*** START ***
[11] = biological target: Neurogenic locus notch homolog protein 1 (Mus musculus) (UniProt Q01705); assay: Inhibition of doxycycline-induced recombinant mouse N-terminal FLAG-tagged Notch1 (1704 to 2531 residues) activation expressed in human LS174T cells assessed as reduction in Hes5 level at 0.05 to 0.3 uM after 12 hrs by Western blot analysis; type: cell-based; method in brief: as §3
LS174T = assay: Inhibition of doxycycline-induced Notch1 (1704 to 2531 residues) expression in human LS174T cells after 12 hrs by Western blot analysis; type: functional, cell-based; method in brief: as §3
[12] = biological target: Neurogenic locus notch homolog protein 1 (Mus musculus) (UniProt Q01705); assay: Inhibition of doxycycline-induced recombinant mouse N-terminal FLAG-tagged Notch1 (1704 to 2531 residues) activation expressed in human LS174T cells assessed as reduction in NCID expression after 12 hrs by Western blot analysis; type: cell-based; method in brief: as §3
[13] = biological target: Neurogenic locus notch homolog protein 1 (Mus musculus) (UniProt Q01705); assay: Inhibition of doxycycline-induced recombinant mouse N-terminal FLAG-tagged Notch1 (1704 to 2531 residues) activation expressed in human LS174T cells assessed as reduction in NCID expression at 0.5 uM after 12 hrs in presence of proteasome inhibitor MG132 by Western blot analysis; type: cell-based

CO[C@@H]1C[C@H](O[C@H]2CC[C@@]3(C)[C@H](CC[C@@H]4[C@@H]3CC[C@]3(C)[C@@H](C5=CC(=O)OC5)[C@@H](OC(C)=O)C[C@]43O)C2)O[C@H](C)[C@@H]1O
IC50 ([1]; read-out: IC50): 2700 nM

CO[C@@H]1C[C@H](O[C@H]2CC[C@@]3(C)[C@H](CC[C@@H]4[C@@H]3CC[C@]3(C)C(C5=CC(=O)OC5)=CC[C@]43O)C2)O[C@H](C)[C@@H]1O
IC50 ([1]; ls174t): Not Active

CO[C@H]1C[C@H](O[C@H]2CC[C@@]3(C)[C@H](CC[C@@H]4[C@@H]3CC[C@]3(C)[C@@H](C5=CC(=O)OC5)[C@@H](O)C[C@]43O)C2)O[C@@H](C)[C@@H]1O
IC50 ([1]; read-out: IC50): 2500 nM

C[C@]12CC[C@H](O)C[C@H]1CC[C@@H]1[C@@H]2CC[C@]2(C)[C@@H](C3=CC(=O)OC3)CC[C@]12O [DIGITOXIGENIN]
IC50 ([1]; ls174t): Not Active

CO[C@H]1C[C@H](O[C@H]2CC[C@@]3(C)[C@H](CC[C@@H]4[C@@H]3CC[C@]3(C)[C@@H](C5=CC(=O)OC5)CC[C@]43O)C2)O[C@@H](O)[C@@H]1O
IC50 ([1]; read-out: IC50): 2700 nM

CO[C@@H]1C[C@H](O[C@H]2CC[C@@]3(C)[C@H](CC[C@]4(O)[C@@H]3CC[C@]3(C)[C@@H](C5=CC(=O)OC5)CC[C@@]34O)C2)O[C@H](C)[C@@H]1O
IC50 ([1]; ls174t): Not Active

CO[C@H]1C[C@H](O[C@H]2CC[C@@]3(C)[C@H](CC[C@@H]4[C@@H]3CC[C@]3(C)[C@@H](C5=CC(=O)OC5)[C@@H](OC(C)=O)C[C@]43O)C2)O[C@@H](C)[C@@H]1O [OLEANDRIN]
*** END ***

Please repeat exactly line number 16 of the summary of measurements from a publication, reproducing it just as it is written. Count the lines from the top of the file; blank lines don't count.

IC50 ([1]; ls174t): Not Active